Commit e8693c96 authored by Glenn Morris's avatar Glenn Morris
Browse files

cl.texi flet clarification

* doc/misc/cl.texi (Function Bindings): Clarify that cl-flet is lexical.
(Obsolete Macros): Move example here from Function Bindings.

* etc/NEWS: Related edit.
parent dedd1884
2012-11-16 Glenn Morris <rgm@gnu.org>
* cl.texi (Function Bindings): Clarify that cl-flet is lexical.
(Obsolete Macros): Move example here from Function Bindings.
2012-11-13 Glenn Morris <rgm@gnu.org> 2012-11-13 Glenn Morris <rgm@gnu.org>
* erc.texi: Use @code{nil} rather than just "nil". * erc.texi: Use @code{nil} rather than just "nil".
......
...@@ -1292,28 +1292,14 @@ it were a @code{cl-defun} form. The function @var{name} is defined ...@@ -1292,28 +1292,14 @@ it were a @code{cl-defun} form. The function @var{name} is defined
accordingly for the duration of the body of the @code{cl-flet}; then accordingly for the duration of the body of the @code{cl-flet}; then
the old function definition, or lack thereof, is restored. the old function definition, or lack thereof, is restored.
You can use @code{cl-flet} to disable or modify the behavior of a You can use @code{cl-flet} to disable or modify the behavior of
function in a temporary fashion. (Compare this with the idea functions (including Emacs primitives) in a temporary, localized fashion.
of advising functions. (Compare this with the idea of advising functions.
@xref{Advising Functions,,,elisp,GNU Emacs Lisp Reference Manual}.) @xref{Advising Functions,,,elisp,GNU Emacs Lisp Reference Manual}.)
This will even work on Emacs primitives, although note that some calls
to primitive functions internal to Emacs are made without going
through the symbol's function cell, and so will not be affected by
@code{cl-flet}. For example,
@example
(cl-flet ((message (&rest args) (push args saved-msgs)))
(do-something))
@end example
This code attempts to replace the built-in function @code{message} The bindings are lexical in scope. This means that all references to
with a function that simply saves the messages in a list rather the named functions must appear physically within the body of the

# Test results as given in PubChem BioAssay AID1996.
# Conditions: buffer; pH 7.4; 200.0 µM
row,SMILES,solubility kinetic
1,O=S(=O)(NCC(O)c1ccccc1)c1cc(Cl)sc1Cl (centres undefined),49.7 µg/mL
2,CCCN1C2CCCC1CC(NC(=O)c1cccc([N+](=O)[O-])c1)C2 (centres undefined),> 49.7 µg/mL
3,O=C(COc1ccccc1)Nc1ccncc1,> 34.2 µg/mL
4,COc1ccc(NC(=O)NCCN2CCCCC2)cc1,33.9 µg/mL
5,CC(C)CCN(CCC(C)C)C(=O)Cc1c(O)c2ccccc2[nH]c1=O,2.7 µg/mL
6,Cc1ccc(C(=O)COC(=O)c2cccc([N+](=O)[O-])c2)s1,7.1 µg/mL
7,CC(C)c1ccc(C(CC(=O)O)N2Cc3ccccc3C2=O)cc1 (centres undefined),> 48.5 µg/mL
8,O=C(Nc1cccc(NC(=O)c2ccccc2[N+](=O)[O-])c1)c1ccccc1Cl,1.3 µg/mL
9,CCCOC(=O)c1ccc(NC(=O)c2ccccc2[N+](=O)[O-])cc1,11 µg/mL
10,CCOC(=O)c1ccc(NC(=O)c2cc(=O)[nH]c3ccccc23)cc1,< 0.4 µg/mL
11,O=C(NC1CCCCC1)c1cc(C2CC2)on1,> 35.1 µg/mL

than displaying them. The original definition of @code{message} @code{cl-flet} form.
will be restored after @code{do-something} exits. This code will
work fine on messages generated by other Lisp code, but messages
generated directly inside Emacs will not be caught since they make
direct C-language calls to the message routines rather than going
through the Lisp @code{message} function.
Functions defined by @code{cl-flet} may use the full Common Lisp Functions defined by @code{cl-flet} may use the full Common Lisp
argument notation supported by @code{cl-defun}; also, the function argument notation supported by @code{cl-defun}; also, the function
...@@ -1321,7 +1307,8 @@ body is enclosed in an implicit block as if by @code{cl-defun}. ...@@ -1321,7 +1307,8 @@ body is enclosed in an implicit block as if by @code{cl-defun}.
@xref{Program Structure}. @xref{Program Structure}.
Note that the @file{cl.el} version of this macro behaves slightly Note that the @file{cl.el} version of this macro behaves slightly
differently. @xref{Obsolete Macros}. differently. In particular, its binding is dynamic rather than
lexical. @xref{Obsolete Macros}.
@end defmac @end defmac
@defmac cl-labels (bindings@dots{}) forms@dots{} @defmac cl-labels (bindings@dots{}) forms@dots{}
...@@ -4863,6 +4850,25 @@ time before Emacs had lexical binding). The result is ...@@ -4863,6 +4850,25 @@ time before Emacs had lexical binding). The result is
that @code{flet} affects indirect calls to a function as well as calls that @code{flet} affects indirect calls to a function as well as calls
directly inside the @code{flet} form itself. directly inside the @code{flet} form itself.
This will even work on Emacs primitives, although note that some calls
to primitive functions internal to Emacs are made without going
through the symbol's function cell, and so will not be affected by
@code{flet}. For example,
@example
(flet ((message (&rest args) (push args saved-msgs)))
(do-something))
@end example
This code attempts to replace the built-in function @code{message}
with a function that simply saves the messages in a list rather
than displaying them. The original definition of @code{message}
will be restored after @code{do-something} exits. This code will
work fine on messages generated by other Lisp code, but messages
generated directly inside Emacs will not be caught since they make
direct C-language calls to the message routines rather than going
through the Lisp @code{message} function.
@c Bug#411. @c Bug#411.
Note that many primitives (e.g.@: @code{+}) have special byte-compile Note that many primitives (e.g.@: @code{+}) have special byte-compile
handling. Attempts to redefine such functions using @code{flet} will handling. Attempts to redefine such functions using @code{flet} will
......
...@@ -320,6 +320,8 @@ provide the old non-prefixed names. Some exceptions are listed below. ...@@ -320,6 +320,8 @@ provide the old non-prefixed names. Some exceptions are listed below.
+++ +++
*** `cl-flet' is not like `flet' (which is deprecated). *** `cl-flet' is not like `flet' (which is deprecated).
Instead it obeys the behavior of Common-Lisp's `flet'. Instead it obeys the behavior of Common-Lisp's `flet'.
In particular, in cl-flet function definitions are lexically scoped,
whereas in flet the scoping is dynamic.
+++ +++
*** `cl-labels' is slightly different from `labels'. *** `cl-labels' is slightly different from `labels'.
......
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